About this Journal Submit a Manuscript Table of Contents
Evidence-Based Complementary and Alternative Medicine
Volume 2016 (2016), Article ID 7292379, 8 pages
http://dx.doi.org/10.1155/2016/7292379
Research Article

Influence of Temperature on Free Radical Generation in Propolis-Containing Ointments

1Department of Community Pharmacy, School of Pharmacy and Division of Laboratory Medicine in Sosnowiec, Medical University of Silesia, Kasztanowa 3, 41-200 Sosnowiec, Poland
2Department of Biophysics, School of Pharmacy and Division of Laboratory Medicine in Sosnowiec, Medical University of Silesia, Jednosci 8, 41-200 Sosnowiec, Poland
3Department of Clinical Chemistry and Laboratory Diagnostics, School of Pharmacy and Division of Laboratory Medicine in Sosnowiec, Medical University of Silesia, Jednosci 8, 41-200 Sosnowiec, Poland

Received 29 April 2016; Revised 16 June 2016; Accepted 17 June 2016

Academic Editor: José Maurício Sforcin

Copyright © 2016 Paweł Olczyk et al. This is an open access article distributed under the Creative Commons Attribution License, which permits unrestricted use, distribution, and reproduction in any medium, provided the original work is properly cited.

Abstract

Free radicals thermally generated in the ointments containing propolis were studied by electron paramagnetic resonance (EPR) spectroscopy. The influence of temperature on the free radical concentration in the propolis ointments was examined. Two ointment samples with different contents of propolis (5 and 7%, resp.) heated at temperatures of 30°C, 40°C, 50°C, and 60°C, for 30 min., were tested. Homogeneously broadened EPR lines and fast spin-lattice interactions characterized all the tested samples. Free radicals concentrations in the propolis samples ranged from 1018 to 1020 spin/g and were found to grow in both propolis-containing ointments along with the increasing heating temperature. Free radical concentrations in the ointments containing 5% and 7% of propolis, respectively, heated at temperatures of 30°C, 40°C, and 50°C were only slightly different. Thermal treatment at the temperature of 60°C resulted in a considerably higher free radical formation in the sample containing 7% of propolis when related to the sample with 5% of that compound. The EPR examination indicated that the propolis ointments should not be stored at temperatures of 40°C, 50°C, and 60°C. Low free radical formation at the lowest tested temperatures pointed out that both examined propolis ointments may be safely stored up to the temperature of 30°C.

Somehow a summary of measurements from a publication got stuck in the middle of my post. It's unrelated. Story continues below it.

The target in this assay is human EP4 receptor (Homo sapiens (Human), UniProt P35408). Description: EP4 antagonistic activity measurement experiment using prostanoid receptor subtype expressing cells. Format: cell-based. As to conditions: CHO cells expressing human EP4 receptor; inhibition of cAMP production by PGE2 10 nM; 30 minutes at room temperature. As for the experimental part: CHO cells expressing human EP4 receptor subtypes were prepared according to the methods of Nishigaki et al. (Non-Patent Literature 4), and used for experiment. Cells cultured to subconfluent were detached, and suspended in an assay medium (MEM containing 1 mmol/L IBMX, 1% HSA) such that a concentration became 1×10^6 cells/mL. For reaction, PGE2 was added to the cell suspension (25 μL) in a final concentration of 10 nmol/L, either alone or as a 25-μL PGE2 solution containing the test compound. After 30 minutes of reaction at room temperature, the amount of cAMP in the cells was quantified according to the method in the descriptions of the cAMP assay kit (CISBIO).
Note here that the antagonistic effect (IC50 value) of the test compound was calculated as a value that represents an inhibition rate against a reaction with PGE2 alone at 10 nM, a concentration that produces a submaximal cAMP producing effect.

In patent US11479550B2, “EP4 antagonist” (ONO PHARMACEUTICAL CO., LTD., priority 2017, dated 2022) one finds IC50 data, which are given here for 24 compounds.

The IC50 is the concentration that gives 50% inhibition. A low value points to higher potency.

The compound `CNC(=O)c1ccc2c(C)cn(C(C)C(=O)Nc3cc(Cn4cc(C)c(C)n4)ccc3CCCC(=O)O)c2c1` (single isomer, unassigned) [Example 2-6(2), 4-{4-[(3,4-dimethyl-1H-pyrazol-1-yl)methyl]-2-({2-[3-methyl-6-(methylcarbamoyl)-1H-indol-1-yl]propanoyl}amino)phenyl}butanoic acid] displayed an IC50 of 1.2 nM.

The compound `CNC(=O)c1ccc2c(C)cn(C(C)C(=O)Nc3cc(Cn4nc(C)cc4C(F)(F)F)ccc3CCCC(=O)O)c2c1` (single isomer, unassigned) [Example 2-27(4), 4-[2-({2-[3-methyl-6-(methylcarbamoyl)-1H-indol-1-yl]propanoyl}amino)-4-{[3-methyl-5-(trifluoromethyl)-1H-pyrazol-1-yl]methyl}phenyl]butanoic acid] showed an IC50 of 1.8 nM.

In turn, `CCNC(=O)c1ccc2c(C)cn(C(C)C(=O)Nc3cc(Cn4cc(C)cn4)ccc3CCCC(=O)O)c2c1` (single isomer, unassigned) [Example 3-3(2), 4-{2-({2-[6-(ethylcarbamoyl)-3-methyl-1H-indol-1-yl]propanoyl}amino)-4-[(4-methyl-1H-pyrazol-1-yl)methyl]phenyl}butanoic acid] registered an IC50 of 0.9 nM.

1. Introduction

Propolis is a natural agent produced by Apis mellifera, resulting from the addition of salivary enzymes to resins collected from various plant sources, mixed with wax, and used for narrowing nest hive entrances, sealing gaps, and embalming dead organisms inside the hive, thus preventing decomposition and spreading of odors [13].

Although the chemical composition and biological activity of propolis are highly changeable due to the variability of plant species occurring around the hive, from which the bees collect the exudates, the mentioned apitherapeutic comprises approximately 50% plant resins, 30% waxes, 10% essential and aromatic oils, 5% pollens, and 5% of impurities [2, 4, 5]. Until the present time, over 300 ingredients, contained in the biologically potent fractions such as flavonoids, phenolics, and aromatic compounds, have been identified in propolis [4, 5]. The mentioned constituents determine the properties of propolis including anti-inflammatory, antimicrobial, antioxidant, antitumor, antiulcer, regenerating, and anti-HIV activities [3, 4, 610].